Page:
Looking in the mirror can be a dangerous act, especially when the person looking back isn't recognizable. What happens if more than one person peers back through the same eyes in the reflection? Asif Kapadia's supernatural thriller The Return tries to answer such a question. Multiple spirit embodiments and the looming mystery of a tumultuous evening from the past adorn this latest entry into the mind-bending genre. All the cinematic fragments lock together, from the serviceable performances to the grandiose visual style that's as rich with distinction as it is lacking in color saturation. Where The Return fails to deliver is in a coherent link between the supernatural and tangible worlds, thus leaving an assumed resolution in the dark. Though looming in an irresolute fog, the chills and gritty tension of this bizarre mystery still deliver a fairly gripping tale.
Joanna (Sarah Michelle Gellar) just wants to sell.
She is a mid-twenties freight consultant who subconsciously uses her petite, youthful feminism to seal the deal. Her simple life, seeming like an arrangement of profession and seclusion used for escape, hasn't included her home state of Texas for quite some time. A tip leaked through the cracks for a heavy freight trafficker that calls for Joanna to trek back to her hometown. Fighting both with this decision to go back and with her aggressively enamored colleague who also desires the sale, Joanna hops in her pick-up truck and makes the return from whence she came.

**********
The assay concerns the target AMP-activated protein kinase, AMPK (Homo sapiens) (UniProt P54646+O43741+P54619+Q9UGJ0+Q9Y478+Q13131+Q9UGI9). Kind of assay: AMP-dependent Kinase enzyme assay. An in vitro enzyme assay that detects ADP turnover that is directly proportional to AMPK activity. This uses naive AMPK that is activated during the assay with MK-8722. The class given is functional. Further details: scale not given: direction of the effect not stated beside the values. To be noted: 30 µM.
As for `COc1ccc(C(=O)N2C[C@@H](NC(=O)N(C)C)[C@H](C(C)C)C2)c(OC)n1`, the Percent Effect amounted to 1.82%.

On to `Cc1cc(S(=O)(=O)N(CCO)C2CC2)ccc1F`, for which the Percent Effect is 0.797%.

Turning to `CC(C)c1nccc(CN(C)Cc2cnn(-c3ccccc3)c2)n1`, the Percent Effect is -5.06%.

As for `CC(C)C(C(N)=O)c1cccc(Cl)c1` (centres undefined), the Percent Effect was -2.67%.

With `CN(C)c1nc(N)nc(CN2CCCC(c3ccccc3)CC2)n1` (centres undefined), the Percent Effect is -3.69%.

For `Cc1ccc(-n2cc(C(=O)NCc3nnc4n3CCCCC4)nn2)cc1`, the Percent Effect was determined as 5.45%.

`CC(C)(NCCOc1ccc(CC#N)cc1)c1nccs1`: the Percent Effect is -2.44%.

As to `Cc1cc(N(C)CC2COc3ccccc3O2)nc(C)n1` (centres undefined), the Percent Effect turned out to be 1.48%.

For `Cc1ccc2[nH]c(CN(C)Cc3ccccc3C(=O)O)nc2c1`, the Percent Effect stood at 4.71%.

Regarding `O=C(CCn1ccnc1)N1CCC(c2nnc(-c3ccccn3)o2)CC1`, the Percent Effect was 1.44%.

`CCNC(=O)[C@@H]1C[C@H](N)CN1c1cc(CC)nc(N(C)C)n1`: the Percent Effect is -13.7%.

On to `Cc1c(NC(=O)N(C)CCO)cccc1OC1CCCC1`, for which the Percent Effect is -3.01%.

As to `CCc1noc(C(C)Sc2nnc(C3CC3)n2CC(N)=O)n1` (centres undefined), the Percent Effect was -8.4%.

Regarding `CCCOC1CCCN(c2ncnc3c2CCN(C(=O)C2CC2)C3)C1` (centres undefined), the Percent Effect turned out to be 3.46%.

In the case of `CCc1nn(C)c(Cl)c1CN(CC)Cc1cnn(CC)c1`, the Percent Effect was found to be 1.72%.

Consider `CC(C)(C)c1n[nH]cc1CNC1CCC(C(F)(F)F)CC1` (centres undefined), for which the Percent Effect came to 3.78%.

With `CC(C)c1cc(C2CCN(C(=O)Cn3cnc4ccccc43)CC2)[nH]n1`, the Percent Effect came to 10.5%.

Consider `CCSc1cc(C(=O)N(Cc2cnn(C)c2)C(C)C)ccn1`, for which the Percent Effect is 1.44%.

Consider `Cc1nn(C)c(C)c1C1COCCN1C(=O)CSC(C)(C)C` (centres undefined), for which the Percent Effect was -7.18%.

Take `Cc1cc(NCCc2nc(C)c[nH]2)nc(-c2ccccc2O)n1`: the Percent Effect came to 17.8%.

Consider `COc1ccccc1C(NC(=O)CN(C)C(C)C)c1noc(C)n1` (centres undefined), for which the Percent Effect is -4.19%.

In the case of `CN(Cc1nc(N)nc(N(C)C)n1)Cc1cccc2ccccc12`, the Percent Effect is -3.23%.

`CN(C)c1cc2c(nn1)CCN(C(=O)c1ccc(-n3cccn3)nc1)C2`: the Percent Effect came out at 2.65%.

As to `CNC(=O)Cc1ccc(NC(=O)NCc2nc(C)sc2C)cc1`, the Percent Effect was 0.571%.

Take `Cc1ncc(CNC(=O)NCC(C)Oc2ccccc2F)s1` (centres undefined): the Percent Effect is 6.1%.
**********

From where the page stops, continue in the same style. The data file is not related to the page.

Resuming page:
Driving from city to city can cause odd disturbances and fatigue. What Joanna begins to suffer from is an extreme case that must be caused by more than just road exhaustion. Radio stations play nothing but a solitary song, echoing as if through a tin can from the past. That night, as she indulges in a night out with a friend after her conference with the sales lead, she begins to have obscure visions of an event that she never remembers. Amidst such vision, Joanna catches a glimpse of a maroon bar, spilling beer bottles, and the grizzly, brutal murder of a young woman. After a terrible night filled with such stark visions, Joanna begins to seek out the remote location to discover exactly what looms within her head and body.
All this starts to piece together a materializing solution within The Return. Each puzzle fragment holds some connection to the reason Joanna is compellingly lured to this unfamiliar, remote location. This obscure locale doesn't provide a hospitably warm environment either, from the dusty, broken hotel room in La Salle to the threatening, ominous guy who lends Joanna a hand that evening. Even glancing in the mirror proves mysteriously dangerous for Joanna's visionary confusion. A mystical quality surrounds these turn of events that are inexplicable by any of this world's disenchanting excuses. Why does she remember a bar in a town she's never visited?